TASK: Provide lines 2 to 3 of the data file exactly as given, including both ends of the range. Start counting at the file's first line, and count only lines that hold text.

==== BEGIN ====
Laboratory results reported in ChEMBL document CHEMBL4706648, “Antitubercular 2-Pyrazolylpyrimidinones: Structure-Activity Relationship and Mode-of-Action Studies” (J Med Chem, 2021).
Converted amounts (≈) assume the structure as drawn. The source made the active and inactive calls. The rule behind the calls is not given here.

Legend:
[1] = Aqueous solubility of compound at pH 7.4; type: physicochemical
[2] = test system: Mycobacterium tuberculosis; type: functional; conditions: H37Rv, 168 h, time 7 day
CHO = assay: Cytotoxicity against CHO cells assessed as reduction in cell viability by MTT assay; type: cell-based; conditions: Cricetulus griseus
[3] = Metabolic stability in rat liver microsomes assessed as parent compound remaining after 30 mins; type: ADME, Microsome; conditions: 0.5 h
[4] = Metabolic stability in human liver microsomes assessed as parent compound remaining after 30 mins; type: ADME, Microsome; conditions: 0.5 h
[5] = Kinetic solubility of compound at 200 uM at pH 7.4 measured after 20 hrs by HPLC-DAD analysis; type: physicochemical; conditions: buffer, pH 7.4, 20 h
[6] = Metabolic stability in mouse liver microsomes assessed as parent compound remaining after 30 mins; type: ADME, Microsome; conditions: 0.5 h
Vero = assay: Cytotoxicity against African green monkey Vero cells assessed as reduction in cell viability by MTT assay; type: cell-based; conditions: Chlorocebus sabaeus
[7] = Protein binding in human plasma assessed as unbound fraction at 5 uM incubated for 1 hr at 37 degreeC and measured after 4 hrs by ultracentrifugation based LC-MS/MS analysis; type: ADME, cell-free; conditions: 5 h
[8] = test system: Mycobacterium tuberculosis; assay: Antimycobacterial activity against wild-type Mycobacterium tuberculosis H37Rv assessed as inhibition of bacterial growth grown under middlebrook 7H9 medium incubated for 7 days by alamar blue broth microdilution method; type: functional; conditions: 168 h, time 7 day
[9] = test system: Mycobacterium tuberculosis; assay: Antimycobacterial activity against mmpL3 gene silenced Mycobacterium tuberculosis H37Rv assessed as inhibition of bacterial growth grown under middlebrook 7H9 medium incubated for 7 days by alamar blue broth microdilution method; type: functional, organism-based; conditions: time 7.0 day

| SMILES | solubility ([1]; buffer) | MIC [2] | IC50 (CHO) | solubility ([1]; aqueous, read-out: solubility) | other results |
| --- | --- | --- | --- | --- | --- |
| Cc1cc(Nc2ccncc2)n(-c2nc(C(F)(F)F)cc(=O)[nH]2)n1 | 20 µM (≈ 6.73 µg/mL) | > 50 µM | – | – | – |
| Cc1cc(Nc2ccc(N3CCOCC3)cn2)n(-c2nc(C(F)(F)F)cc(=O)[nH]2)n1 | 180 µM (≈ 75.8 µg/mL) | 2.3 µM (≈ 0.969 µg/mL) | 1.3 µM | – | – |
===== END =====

Converted amounts (≈) assume the structure as drawn. The source made the active and inactive calls. The rule behind the calls is not given here.

Legend: